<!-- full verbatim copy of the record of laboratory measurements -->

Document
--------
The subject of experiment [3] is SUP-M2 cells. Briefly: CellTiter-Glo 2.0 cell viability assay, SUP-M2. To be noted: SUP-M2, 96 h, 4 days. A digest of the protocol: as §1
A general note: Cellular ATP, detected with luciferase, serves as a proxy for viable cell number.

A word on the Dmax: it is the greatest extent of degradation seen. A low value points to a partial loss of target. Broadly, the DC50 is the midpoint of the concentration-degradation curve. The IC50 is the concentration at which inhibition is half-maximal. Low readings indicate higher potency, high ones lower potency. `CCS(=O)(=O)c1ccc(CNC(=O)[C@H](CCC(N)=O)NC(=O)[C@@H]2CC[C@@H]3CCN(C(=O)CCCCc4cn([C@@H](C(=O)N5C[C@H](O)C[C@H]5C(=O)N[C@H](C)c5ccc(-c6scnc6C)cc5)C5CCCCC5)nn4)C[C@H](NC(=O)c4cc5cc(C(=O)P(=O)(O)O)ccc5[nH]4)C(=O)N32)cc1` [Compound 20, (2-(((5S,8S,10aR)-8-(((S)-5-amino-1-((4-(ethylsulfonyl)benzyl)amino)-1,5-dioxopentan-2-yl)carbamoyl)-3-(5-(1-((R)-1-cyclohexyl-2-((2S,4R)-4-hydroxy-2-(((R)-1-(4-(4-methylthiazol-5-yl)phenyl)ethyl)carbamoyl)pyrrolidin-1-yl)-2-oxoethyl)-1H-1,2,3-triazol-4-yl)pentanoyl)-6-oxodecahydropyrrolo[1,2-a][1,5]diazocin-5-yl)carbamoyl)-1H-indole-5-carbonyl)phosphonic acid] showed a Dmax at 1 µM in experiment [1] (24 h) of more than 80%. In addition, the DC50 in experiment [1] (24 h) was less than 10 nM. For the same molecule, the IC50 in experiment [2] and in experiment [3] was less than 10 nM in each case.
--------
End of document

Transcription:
The subject of experiment [3] is SUP-M2 cells. Briefly: CellTiter-Glo 2.0 cell viability assay, SUP-M2. To be noted: SUP-M2, 96 h, 4 days. A digest of the protocol: as §1
A general note: Cellular ATP, detected with luciferase, serves as a proxy for viable cell number.

A word on the Dmax: it is the greatest extent of degradation seen. A low value points to a partial loss of target. Broadly, the DC50 is the midpoint of the concentration-degradation curve. The IC50 is the concentration at which inhibition is half-maximal. Low readings indicate higher potency, high ones lower potency. `CCS(=O)(=O)c1ccc(CNC(=O)[C@H](CCC(N)=O)NC(=O)[C@@H]2CC[C@@H]3CCN(C(=O)CCCCc4cn([C@@H](C(=O)N5C[C@H](O)C[C@H]5C(=O)N[C@H](C)c5ccc(-c6scnc6C)cc5)C5CCCCC5)nn4)C[C@H](NC(=O)c4cc5cc(C(=O)P(=O)(O)O)ccc5[nH]4)C(=O)N32)cc1` [Compound 20, (2-(((5S,8S,10aR)-8-(((S)-5-amino-1-((4-(ethylsulfonyl)benzyl)amino)-1,5-dioxopentan-2-yl)carbamoyl)-3-(5-(1-((R)-1-cyclohexyl-2-((2S,4R)-4-hydroxy-2-(((R)-1-(4-(4-methylthiazol-5-yl)phenyl)ethyl)carbamoyl)pyrrolidin-1-yl)-2-oxoethyl)-1H-1,2,3-triazol-4-yl)pentanoyl)-6-oxodecahydropyrrolo[1,2-a][1,5]diazocin-5-yl)carbamoyl)-1H-indole-5-carbonyl)phosphonic acid] showed a Dmax at 1 µM in experiment [1] (24 h) of more than 80%. In addition, the DC50 in experiment [1] (24 h) was less than 10 nM. For the same molecule, the IC50 in experiment [2] and in experiment [3] was less than 10 nM in each case.